Following are more major headlines from the 1930 baseball season, including the A's repeating as World Champs.
Sam Rice Sets Records
The only ostensible sign that Sam Rice might have slowed down in 1930, when he turned 40 years old, was that his number of stolen bases diminished from 16 the previous year to 13 that season. In every other respect, he more than held his own, setting four major league records and five American League records for players past their 40th birthdays.
Al Simmons Cops 1930 American League Bat Title
The last right-handed hitter to win back-to-back batting crowns in the American League (.381 in 1930, .390 in 1931), Al Simmons was traded by Connie Mack after the 1932 season. He returned twice more to the A's before retiring as an active player in 1944.
1930 Philadelphia A's Repeat as World Series Champs
The 1930 Philadelphia A's won the World Series Championship for the second year in a row. Among the many contributors to Connie Mack's last championship team was Jack Quinn, the oldest player to hit a home run in an American League game. Kid Gleason and Eddie Collins were among the coaches on the 1930 A's.
Kiki Cuyler Totals 134 RBI
Kiki Cuyler and Hack Wilson set a National League record for teammates in 1930 when they totaled 324 RBI between them. Although Gabby Hartnett chipped in another 122 ribbies, the Cubs still were outscored by the Cardinals, largely because Rogers Hornsby missed most of the season with a foot injury.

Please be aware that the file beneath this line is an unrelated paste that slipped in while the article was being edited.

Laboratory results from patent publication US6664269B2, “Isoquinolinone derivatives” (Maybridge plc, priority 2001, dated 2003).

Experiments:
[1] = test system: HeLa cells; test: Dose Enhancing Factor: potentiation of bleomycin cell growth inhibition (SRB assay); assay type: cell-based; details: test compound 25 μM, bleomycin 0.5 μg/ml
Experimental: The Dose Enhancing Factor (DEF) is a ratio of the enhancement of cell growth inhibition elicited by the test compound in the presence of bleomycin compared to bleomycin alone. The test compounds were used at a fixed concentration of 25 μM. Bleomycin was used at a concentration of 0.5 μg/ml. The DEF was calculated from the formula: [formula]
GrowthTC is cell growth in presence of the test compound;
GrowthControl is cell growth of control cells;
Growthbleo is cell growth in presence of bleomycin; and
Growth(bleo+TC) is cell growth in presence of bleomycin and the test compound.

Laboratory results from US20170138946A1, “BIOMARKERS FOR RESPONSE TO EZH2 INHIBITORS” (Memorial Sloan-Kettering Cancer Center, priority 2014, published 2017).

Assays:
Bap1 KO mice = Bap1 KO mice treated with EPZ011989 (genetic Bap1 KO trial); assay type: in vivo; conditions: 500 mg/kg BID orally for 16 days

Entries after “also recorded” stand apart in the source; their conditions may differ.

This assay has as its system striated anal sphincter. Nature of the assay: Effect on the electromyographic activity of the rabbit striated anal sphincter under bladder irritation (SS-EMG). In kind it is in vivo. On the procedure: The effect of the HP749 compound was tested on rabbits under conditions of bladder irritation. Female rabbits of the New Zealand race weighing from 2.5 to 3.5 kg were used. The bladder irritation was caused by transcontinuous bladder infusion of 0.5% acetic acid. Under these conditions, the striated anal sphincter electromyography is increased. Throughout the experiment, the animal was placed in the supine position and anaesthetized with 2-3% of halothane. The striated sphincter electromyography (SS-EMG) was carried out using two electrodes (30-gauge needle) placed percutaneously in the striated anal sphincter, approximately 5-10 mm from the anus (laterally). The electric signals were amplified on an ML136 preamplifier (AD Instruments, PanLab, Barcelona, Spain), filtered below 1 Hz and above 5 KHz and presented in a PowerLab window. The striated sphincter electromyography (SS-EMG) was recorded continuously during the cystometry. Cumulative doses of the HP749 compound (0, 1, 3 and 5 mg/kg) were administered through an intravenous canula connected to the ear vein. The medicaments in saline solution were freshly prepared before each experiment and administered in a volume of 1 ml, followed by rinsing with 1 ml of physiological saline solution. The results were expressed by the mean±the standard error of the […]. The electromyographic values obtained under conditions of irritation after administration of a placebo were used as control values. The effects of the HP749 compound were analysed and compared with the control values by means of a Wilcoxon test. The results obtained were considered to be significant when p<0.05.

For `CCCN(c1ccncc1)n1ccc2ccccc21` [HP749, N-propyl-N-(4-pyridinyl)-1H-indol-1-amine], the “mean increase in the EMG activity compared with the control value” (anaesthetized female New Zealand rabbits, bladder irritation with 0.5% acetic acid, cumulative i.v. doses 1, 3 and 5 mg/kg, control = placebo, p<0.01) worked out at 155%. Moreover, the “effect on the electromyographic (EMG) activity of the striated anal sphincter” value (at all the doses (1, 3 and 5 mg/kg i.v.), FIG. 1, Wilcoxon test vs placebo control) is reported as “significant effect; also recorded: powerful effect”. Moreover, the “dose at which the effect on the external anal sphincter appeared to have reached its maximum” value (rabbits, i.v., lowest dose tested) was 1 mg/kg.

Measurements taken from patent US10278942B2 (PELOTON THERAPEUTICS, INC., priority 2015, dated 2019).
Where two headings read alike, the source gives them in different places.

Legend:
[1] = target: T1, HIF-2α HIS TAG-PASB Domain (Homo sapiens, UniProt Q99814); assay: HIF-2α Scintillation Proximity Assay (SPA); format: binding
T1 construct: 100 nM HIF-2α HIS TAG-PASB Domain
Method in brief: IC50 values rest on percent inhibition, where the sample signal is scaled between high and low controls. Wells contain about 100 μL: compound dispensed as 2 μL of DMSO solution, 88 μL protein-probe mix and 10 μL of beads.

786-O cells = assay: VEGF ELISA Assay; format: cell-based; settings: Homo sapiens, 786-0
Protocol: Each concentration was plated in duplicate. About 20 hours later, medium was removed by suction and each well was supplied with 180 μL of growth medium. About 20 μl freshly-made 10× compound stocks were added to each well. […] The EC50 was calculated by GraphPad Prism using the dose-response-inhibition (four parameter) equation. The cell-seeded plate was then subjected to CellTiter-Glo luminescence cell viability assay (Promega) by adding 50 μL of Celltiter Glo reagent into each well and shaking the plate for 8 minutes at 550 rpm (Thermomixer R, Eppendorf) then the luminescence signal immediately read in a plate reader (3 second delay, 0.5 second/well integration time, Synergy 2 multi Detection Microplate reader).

1930 Cards Win National League Pennant
Victory parades for winning teams seemed to grow in significance during the Great Depression. In St. Louis, denizens feted the Cardinals on September 27, 1930, the day after the Birds clinched the National League flag they ultimately won by a 2-game margin over the Cubs. During the season, the Cardinals scored a whopping 1,004 runs and batted .314. This was clearly a team effort: All eight Cardinals starters batted over .300. Moreover, reserve Showboat Fisher hit .374 in 254 at-bats, Gus Mancuso hit .366 in 227 at-bats, and Ray Blades hit .396 in 101 at-bats.
Jimmie Foxx Excels in 1930 World Series
In the six-game 1930 World Series, the A's hit only .197 as a team. Jimmie Foxx and Al Simmons, however, both registered healthy postseason stats (Foxx hit .333, Simmons hit .364). In game one, the A's garnered only five hits, one a home run by Simmons, but made every hit count for a run. Foxx homered in the game-five shutout, while Simmons again homered in game six. In the sixth game, the A's scored seven runs on just seven hits.
Find highlights from the 1930 baseball season on the next page.
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